Program Evaluation in an Aquatic Agricultural System
Many rural poor and marginalized people strive to make a living in social-ecological systems that are characterized by multiple and often inequitable interactions. Uncertainty and inequality in such systems require research and development interventions to be adaptive.
Complexity-aware approaches to planning, monitoring and evaluating development interventions are gaining strength, yet, there is still little empirical evidence of what it takes to implement them. We share learning from an agricultural research program that used participatory action research and theory of change to foster learning and support transformative change in aquatic agricultural systems.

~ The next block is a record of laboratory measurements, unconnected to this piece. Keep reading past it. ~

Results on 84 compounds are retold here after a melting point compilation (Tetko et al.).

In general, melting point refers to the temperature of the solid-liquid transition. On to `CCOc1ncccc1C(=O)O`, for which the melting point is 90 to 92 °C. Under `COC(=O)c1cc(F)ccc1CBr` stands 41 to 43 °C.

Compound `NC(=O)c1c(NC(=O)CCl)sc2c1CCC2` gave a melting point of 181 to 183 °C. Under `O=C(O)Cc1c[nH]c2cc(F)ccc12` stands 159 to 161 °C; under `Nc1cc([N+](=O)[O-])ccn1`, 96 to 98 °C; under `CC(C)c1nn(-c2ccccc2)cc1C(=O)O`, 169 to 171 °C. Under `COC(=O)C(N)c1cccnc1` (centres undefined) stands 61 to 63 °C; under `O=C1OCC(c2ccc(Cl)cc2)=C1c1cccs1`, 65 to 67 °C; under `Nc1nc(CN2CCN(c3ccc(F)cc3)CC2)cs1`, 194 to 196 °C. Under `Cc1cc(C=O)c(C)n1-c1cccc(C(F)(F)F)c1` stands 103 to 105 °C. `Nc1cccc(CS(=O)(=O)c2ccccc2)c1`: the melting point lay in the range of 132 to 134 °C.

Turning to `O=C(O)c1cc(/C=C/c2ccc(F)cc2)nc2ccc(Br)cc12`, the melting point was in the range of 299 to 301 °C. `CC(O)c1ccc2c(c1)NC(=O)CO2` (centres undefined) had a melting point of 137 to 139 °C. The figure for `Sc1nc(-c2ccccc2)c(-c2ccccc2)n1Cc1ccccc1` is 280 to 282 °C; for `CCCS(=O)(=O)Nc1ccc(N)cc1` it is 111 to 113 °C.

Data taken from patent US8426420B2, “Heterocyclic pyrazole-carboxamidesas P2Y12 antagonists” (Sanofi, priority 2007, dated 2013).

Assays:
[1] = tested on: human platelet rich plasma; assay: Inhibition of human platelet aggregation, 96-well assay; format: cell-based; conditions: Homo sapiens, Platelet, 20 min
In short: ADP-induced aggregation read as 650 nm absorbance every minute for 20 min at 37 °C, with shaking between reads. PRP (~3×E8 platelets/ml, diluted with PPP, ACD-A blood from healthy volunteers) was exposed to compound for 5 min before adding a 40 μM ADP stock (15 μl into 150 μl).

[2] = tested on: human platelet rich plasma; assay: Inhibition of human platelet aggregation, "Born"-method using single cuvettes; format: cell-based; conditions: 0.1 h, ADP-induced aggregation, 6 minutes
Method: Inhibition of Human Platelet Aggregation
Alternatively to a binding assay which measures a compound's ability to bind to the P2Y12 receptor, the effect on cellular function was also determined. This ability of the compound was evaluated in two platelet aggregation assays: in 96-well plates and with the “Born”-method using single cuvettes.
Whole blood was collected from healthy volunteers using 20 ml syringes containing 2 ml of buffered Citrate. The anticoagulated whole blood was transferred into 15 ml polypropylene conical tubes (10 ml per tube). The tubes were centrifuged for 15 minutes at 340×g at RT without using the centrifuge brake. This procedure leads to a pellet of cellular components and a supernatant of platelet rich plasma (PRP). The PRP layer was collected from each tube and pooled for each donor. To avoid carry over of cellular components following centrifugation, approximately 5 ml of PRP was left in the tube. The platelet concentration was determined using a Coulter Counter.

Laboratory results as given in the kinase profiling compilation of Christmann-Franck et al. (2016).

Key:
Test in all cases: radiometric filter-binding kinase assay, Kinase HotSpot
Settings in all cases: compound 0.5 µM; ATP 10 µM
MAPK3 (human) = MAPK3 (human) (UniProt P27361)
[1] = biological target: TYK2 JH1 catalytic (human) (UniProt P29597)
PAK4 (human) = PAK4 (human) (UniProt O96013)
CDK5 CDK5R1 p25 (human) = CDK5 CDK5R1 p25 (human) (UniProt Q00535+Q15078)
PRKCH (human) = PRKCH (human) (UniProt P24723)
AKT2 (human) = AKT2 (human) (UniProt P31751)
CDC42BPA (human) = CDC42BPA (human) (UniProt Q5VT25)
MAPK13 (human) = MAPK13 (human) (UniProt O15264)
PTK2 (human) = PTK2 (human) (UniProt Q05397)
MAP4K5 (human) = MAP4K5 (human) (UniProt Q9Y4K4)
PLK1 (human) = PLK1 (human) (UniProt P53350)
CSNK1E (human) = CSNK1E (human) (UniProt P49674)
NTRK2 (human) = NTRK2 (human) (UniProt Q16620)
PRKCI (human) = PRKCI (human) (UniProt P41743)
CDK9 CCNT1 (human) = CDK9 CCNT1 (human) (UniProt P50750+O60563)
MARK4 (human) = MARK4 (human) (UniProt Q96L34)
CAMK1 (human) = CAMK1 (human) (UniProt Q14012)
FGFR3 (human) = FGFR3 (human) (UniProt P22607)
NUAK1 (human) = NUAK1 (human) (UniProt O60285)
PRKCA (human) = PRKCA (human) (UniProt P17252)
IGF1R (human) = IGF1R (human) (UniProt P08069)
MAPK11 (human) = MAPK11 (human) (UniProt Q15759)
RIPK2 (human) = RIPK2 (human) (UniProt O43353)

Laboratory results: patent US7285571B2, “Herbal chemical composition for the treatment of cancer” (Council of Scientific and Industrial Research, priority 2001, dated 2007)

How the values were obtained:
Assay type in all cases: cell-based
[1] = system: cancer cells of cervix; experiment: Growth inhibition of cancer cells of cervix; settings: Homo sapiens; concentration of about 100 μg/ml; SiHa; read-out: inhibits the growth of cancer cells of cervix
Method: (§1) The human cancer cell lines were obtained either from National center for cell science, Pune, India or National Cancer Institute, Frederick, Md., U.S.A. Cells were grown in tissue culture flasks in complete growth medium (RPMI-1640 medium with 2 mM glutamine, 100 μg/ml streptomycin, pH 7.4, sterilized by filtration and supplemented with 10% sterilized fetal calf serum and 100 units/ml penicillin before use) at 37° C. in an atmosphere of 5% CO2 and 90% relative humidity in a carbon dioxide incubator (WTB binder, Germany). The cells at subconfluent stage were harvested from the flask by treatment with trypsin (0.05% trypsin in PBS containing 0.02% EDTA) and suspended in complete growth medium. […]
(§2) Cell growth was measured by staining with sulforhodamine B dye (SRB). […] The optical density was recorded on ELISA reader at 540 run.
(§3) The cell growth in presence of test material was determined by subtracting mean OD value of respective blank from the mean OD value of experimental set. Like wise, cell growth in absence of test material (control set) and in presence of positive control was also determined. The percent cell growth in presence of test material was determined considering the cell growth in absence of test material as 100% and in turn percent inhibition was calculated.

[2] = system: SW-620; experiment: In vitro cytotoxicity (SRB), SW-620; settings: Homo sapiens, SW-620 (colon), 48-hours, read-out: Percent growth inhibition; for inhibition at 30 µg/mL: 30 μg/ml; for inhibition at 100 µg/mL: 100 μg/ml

We share learning on the importance of bringing a strengths-based engagement of stakeholders, building a common goal as a starting point, to allow for a more critical practice. Opportunities for digging deeper emerge.
Abstract on behalf of the authors: J Marina Apgar, Will Allen, Joelle Albert, Boru Douthwaite, Rodrigo Paz Ybarnegaray, and Jeston Lunda
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